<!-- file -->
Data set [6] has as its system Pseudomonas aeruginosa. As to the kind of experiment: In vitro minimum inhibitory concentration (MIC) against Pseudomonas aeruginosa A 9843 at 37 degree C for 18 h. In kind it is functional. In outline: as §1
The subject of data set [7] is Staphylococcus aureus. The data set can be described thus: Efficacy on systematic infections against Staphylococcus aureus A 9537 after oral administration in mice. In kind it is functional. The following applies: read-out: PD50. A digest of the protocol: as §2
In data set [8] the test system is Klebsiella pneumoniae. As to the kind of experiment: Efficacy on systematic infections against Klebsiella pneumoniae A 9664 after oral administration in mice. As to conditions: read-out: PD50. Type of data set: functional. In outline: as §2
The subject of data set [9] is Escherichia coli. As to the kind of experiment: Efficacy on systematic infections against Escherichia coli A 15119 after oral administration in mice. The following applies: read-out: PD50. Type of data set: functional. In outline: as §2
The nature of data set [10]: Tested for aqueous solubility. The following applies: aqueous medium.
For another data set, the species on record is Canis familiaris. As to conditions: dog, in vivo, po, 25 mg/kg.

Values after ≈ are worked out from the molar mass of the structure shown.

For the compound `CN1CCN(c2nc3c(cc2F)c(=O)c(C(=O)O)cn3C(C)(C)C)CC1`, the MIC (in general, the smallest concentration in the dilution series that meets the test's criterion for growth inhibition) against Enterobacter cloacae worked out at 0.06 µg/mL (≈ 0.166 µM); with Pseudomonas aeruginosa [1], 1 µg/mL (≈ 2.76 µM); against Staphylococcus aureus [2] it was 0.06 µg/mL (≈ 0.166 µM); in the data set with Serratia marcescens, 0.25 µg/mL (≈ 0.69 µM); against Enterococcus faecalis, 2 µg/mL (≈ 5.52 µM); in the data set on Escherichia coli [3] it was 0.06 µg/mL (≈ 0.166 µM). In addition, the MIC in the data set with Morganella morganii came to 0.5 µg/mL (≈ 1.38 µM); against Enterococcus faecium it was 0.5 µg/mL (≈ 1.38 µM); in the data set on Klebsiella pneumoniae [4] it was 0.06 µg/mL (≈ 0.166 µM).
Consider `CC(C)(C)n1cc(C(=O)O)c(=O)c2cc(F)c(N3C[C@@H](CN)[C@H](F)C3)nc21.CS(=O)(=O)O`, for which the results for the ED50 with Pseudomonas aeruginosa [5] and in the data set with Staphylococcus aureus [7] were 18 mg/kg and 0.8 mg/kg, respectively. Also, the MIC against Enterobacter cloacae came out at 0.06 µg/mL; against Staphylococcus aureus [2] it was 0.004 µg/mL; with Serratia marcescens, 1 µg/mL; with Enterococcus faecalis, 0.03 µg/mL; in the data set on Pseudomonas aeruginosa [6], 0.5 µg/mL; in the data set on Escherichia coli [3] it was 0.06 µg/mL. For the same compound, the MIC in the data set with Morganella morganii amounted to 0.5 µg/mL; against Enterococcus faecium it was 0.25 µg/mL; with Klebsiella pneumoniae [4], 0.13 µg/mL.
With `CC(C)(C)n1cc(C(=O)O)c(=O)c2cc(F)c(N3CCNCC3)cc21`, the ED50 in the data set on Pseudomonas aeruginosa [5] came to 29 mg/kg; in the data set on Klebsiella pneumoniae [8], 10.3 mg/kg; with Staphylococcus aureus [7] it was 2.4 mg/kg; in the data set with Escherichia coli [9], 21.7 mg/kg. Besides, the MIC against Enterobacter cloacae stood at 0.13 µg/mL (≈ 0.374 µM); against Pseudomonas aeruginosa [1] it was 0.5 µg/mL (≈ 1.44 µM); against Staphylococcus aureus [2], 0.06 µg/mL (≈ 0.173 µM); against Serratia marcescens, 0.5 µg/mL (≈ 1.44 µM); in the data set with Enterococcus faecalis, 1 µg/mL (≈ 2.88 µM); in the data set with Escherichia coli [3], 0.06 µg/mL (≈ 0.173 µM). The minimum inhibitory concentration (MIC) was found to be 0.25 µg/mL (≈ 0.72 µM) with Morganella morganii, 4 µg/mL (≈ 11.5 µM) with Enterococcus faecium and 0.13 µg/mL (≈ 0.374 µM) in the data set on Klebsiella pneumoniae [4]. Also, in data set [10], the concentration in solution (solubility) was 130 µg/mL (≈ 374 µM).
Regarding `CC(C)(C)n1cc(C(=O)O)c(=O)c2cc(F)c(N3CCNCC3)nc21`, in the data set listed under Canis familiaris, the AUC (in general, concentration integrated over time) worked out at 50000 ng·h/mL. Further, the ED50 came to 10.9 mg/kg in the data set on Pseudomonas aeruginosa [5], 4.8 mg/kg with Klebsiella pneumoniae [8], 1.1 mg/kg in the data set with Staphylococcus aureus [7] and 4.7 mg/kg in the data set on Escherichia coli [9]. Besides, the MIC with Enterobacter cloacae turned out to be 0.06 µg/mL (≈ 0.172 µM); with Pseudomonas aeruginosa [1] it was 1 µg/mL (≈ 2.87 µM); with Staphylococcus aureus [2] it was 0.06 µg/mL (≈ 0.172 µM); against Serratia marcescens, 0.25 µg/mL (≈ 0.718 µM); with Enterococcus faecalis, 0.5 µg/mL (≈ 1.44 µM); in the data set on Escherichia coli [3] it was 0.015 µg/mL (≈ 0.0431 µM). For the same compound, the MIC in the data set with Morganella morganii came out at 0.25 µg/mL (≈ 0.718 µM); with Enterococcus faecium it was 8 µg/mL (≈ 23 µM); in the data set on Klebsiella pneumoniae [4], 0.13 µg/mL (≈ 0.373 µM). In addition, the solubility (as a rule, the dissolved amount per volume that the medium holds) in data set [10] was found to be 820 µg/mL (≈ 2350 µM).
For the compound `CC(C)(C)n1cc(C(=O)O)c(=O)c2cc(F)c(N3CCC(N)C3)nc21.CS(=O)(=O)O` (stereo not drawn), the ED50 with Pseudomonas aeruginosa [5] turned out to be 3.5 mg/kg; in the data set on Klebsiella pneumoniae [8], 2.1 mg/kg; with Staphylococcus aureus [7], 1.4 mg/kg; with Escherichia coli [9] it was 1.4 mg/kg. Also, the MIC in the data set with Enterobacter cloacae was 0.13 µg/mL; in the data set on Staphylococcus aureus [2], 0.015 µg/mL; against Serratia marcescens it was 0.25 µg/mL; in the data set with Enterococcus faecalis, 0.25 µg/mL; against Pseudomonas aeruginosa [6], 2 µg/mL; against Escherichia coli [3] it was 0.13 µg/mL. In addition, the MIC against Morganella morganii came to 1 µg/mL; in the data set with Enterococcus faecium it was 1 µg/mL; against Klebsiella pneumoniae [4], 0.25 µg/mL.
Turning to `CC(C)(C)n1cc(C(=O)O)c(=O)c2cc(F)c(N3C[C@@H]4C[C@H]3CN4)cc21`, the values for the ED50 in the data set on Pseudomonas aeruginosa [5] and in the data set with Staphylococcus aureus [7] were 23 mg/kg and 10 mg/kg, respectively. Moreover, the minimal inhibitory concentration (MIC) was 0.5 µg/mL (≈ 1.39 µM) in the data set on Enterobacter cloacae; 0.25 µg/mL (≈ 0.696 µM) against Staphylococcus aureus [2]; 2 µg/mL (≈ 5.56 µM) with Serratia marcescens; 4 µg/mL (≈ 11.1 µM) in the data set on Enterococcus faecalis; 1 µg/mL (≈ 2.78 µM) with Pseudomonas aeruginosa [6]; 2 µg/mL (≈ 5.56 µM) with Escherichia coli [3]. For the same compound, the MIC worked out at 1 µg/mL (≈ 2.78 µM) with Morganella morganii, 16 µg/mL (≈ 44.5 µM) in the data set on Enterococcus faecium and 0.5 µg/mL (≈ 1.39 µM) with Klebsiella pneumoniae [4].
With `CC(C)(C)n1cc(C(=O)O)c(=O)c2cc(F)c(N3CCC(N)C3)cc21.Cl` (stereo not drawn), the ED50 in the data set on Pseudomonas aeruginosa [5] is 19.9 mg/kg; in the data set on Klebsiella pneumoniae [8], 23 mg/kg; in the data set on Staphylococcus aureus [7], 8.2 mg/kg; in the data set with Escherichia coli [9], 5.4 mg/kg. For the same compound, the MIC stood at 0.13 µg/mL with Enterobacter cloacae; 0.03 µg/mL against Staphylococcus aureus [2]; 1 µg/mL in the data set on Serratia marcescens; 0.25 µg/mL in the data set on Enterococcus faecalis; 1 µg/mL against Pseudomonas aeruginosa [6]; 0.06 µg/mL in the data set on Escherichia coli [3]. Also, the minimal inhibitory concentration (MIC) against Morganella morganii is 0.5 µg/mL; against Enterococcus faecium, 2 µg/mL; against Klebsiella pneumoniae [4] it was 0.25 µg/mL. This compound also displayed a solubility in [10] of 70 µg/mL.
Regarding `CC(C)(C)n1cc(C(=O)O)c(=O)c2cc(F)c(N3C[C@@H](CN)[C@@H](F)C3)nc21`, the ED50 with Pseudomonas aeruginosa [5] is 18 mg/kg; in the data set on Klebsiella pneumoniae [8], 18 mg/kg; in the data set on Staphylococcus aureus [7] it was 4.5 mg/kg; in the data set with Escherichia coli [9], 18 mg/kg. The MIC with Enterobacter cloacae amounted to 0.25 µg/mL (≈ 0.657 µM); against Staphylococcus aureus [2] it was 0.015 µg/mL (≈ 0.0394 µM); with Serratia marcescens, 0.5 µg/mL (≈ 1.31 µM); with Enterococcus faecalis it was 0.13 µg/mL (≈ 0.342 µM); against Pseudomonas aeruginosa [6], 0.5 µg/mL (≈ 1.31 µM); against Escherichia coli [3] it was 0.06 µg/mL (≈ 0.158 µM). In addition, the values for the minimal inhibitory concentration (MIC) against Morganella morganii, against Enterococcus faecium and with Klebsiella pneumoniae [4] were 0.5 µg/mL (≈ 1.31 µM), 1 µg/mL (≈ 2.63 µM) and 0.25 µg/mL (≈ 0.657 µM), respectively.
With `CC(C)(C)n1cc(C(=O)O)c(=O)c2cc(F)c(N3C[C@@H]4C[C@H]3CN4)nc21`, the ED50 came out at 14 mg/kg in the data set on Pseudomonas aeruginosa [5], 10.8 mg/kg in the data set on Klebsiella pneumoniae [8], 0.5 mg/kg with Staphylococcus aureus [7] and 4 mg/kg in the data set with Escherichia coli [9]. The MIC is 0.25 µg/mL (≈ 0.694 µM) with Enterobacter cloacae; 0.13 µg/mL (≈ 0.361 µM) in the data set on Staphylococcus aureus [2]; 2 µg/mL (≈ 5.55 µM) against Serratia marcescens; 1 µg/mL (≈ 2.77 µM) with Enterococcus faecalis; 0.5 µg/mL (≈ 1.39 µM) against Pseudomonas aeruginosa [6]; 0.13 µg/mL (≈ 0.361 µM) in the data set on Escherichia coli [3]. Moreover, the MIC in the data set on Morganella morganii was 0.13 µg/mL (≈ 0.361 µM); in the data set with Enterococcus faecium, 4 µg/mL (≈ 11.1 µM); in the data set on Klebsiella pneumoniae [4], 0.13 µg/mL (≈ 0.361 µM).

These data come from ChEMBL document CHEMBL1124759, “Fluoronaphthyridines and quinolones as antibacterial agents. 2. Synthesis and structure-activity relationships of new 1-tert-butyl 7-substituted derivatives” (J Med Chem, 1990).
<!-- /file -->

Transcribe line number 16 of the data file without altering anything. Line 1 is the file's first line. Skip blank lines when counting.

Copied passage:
With `CC(C)(C)n1cc(C(=O)O)c(=O)c2cc(F)c(N3C[C@@H]4C[C@H]3CN4)nc21`, the ED50 came out at 14 mg/kg in the data set on Pseudomonas aeruginosa [5], 10.8 mg/kg in the data set on Klebsiella pneumoniae [8], 0.5 mg/kg with Staphylococcus aureus [7] and 4 mg/kg in the data set with Escherichia coli [9]. The MIC is 0.25 µg/mL (≈ 0.694 µM) with Enterobacter cloacae; 0.13 µg/mL (≈ 0.361 µM) in the data set on Staphylococcus aureus [2]; 2 µg/mL (≈ 5.55 µM) against Serratia marcescens; 1 µg/mL (≈ 2.77 µM) with Enterococcus faecalis; 0.5 µg/mL (≈ 1.39 µM) against Pseudomonas aeruginosa [6]; 0.13 µg/mL (≈ 0.361 µM) in the data set on Escherichia coli [3]. Moreover, the MIC in the data set on Morganella morganii was 0.13 µg/mL (≈ 0.361 µM); in the data set with Enterococcus faecium, 4 µg/mL (≈ 11.1 µM); in the data set on Klebsiella pneumoniae [4], 0.13 µg/mL (≈ 0.361 µM).